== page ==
Republican lawmakers sue to block abortion law Rauner approved

Chicago Tribune

Several groups opposed to abortion rights and Republican state lawmakers filed a lawsuit Thursday in an attempt to block a law expanding the use of taxpayer money to fund abortions that Gov. Bruce Rauner signed earlier this year.

The lawsuit wants to keep the state from spending money on abortions as allowed under the new law, contending lawmakers did not specifically set aside money in the state budget to pay for the procedures. The suit filed in Sangamon County Circuit Court and drafted by the nonprofit religious liberty law firm Thomas More Society also attempts to delay when the law takes effect, from Jan. 1 to June 1 of next year.

Thomas More Society special counsel and Republican state Rep. Peter Breen, of Lombard, said the case goes beyond moral objections to abortion and is designed to protect taxpayers.

“This is not a lawsuit about restricting or allowing abortions,” Breen said. “Unlike more traditional abortion lawsuits where you discuss the specifics on whether a restriction should apply, this is solely about these public funds flowing to these services.”

Breen also took issue with the way lawmakers approved the measure. He noted that after the Senate voted for it in May, Democrats placed a procedural hold on the bill and did not send it to Rauner’s desk for action until September. During that time, Rauner was the subject of intense lobbying from parties on both sides of the issue, and the Republican governor angered conservatives by eventually deciding to sign the bill after an earlier promise to veto it.

The lawsuit contends that the delay violates a requirement in the Illinois Constitution that a bill be sent to the governor within 30 days of being passed. Further, it says, the bill cannot take effect on Jan. 1 because of that delay.

The Illinois Constitution states that a bill passed after May 31 cannot go into effect until June 1 of the next year without a three-fifths vote of the legislature. The lawsuit contends September should count as when the bill was finally passed because that’s when Democrats sent it to Rauner. However, Democratic Attorney General Lisa Madigan’s office issued an opinion on a related matter earlier this year that found lifting a hold on a bill does not count as “final legislative action.”

Madigan’s office will represent the state officials being sued, including Department of Healthcare and Family Services’ Director Felicia Norwood and Department of Central Management Services acting Director Michael Hoffman, as well as Democratic state Treasurer Michael Frerichs and Comptroller Susana Mendoza.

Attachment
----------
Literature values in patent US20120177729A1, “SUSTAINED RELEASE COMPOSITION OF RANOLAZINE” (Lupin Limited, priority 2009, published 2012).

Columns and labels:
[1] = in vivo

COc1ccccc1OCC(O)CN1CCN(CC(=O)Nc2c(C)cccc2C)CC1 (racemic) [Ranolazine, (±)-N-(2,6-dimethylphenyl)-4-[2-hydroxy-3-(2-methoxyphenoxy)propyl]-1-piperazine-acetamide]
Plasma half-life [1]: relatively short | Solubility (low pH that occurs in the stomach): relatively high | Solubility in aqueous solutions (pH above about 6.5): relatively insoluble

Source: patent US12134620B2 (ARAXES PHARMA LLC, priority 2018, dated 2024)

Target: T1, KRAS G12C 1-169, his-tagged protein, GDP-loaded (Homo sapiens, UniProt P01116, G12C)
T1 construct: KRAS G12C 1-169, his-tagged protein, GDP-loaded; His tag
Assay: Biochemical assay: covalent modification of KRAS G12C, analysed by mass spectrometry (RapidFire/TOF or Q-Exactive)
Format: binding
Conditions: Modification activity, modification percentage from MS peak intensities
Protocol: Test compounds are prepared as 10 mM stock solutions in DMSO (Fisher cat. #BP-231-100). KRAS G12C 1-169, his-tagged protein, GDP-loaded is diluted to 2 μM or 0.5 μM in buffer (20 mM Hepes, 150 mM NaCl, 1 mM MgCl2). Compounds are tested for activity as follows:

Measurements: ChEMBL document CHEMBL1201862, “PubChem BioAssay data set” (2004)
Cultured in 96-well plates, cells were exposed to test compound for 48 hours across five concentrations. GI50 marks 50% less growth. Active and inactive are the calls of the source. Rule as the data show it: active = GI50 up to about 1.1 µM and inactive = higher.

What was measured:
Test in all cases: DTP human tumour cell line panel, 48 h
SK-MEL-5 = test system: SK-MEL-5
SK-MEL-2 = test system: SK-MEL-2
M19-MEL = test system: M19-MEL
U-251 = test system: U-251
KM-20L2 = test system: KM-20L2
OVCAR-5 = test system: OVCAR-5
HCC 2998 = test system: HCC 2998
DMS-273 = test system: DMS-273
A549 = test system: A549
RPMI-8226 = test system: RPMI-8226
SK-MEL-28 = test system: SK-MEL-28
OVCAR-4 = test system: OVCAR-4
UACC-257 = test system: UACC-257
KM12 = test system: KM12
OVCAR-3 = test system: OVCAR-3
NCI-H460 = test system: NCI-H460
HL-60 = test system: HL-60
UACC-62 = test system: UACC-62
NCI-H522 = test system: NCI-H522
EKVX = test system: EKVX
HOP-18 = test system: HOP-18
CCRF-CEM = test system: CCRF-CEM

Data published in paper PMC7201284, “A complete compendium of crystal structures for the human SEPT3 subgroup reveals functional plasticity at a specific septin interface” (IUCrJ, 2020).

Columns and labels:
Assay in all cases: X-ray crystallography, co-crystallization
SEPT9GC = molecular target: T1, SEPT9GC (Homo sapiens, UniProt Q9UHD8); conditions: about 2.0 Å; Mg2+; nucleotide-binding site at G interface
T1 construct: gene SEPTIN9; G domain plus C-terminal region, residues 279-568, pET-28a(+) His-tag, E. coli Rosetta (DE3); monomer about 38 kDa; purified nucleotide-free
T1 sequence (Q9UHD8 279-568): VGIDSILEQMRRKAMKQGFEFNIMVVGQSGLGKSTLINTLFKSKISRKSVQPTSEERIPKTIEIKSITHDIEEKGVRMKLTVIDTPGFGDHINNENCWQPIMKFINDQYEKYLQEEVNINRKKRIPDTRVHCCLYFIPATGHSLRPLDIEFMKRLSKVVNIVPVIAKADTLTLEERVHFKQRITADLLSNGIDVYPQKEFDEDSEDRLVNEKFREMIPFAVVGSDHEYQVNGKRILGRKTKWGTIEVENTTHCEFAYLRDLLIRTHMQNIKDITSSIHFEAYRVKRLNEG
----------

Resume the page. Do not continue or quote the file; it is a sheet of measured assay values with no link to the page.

State Sen. Heather Steans, a Chicago Democrat who sponsored the measure, said she did not think the lawsuit had “much merit.”

“They failed to defeat it in the legislature, they failed to get the governor to veto it, so now they are bringing this specious lawsuit,” she said. “Whatever they can do to try to undermine women’s reproductive rights.”

The law expands taxpayer-subsidized abortions for women covered by Medicaid and state employee health insurance. The state already covers abortions in some limited cases.

Illinois Right to Life, one of the groups bringing the lawsuit, projected that the measure could mean 12,000 additional abortions per year. Another group, however, put the figure at 3,800 a year.

Opponents to expanding public funding for abortions say doing so violates a longstanding principle that taxpayers should not have to foot the bill for a procedure that they might oppose on moral or religious grounds. Supporters say the limits on abortions for women who are covered by Medicaid or state employee insurance create unfair burdens and hurdles.

A Rauner spokeswoman said the governor “understands there will be people who disagree with him.” While the governor initially opposed the measure, he said when signing the bill that he has “to be consistent with my values.”

“I also believe that no woman should be forced to make a different decision than another woman would make purely based on her income,” Rauner said. “I believe that a woman living with limited financial means should not be put in the position where she has to choose something different than a woman of higher income would be able to choose.”

His approval of the bill opened a chasm between conservatives in his party, who labeled Rauner a failed governor destined to serve one term. It has prompted a potential primary challenge from Rep. Jeanne Ives, of Wheaton, who is gathering petitions to try to get on the March ballot. Additionally, several other GOP lawmakers signed on as plaintiffs in the case.

The Republican fighting drew jabs from Democrats, including Frerichs, who said in a statement that his office has yet to be served in the lawsuit.

“But, perhaps before coming to me, the anti-choice groups and Republican representatives bringing this suit should first have a conversation with the Office of Governor Bruce Rauner, who signed HB40 into law.”

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